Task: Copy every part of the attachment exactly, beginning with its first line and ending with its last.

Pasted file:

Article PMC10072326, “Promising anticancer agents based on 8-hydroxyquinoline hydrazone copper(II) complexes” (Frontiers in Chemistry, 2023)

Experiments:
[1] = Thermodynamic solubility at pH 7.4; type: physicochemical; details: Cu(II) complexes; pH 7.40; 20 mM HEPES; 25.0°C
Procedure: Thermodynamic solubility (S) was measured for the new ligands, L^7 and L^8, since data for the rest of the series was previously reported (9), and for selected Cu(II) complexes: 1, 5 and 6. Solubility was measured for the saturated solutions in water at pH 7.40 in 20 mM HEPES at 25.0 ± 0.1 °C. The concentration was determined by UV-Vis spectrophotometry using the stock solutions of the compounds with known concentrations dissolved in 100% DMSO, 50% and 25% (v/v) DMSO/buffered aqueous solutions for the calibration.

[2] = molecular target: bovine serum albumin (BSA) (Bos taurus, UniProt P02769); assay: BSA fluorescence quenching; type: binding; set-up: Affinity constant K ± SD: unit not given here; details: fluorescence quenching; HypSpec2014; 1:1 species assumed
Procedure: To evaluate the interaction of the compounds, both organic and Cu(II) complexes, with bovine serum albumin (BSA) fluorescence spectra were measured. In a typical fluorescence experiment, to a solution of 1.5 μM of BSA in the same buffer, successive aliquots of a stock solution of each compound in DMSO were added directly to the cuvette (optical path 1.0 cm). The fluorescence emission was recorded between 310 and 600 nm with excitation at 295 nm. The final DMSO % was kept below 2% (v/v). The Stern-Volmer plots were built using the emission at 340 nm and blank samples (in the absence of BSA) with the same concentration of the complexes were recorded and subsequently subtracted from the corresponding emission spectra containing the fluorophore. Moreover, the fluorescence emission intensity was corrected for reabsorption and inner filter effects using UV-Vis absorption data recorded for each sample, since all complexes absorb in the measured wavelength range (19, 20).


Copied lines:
Article PMC10072326, “Promising anticancer agents based on 8-hydroxyquinoline hydrazone copper(II) complexes” (Frontiers in Chemistry, 2023)

Experiments:
[1] = Thermodynamic solubility at pH 7.4; type: physicochemical; details: Cu(II) complexes; pH 7.40; 20 mM HEPES; 25.0°C
Procedure: Thermodynamic solubility (S) was measured for the new ligands, L^7 and L^8, since data for the rest of the series was previously reported (9), and for selected Cu(II) complexes: 1, 5 and 6. Solubility was measured for the saturated solutions in water at pH 7.40 in 20 mM HEPES at 25.0 ± 0.1 °C. The concentration was determined by UV-Vis spectrophotometry using the stock solutions of the compounds with known concentrations dissolved in 100% DMSO, 50% and 25% (v/v) DMSO/buffered aqueous solutions for the calibration.

[2] = molecular target: bovine serum albumin (BSA) (Bos taurus, UniProt P02769); assay: BSA fluorescence quenching; type: binding; set-up: Affinity constant K ± SD: unit not given here; details: fluorescence quenching; HypSpec2014; 1:1 species assumed
Procedure: To evaluate the interaction of the compounds, both organic and Cu(II) complexes, with bovine serum albumin (BSA) fluorescence spectra were measured. In a typical fluorescence experiment, to a solution of 1.5 μM of BSA in the same buffer, successive aliquots of a stock solution of each compound in DMSO were added directly to the cuvette (optical path 1.0 cm). The fluorescence emission was recorded between 310 and 600 nm with excitation at 295 nm. The final DMSO % was kept below 2% (v/v). The Stern-Volmer plots were built using the emission at 340 nm and blank samples (in the absence of BSA) with the same concentration of the complexes were recorded and subsequently subtracted from the corresponding emission spectra containing the fluorophore. Moreover, the fluorescence emission intensity was corrected for reabsorption and inner filter effects using UV-Vis absorption data recorded for each sample, since all complexes absorb in the measured wavelength range (19, 20).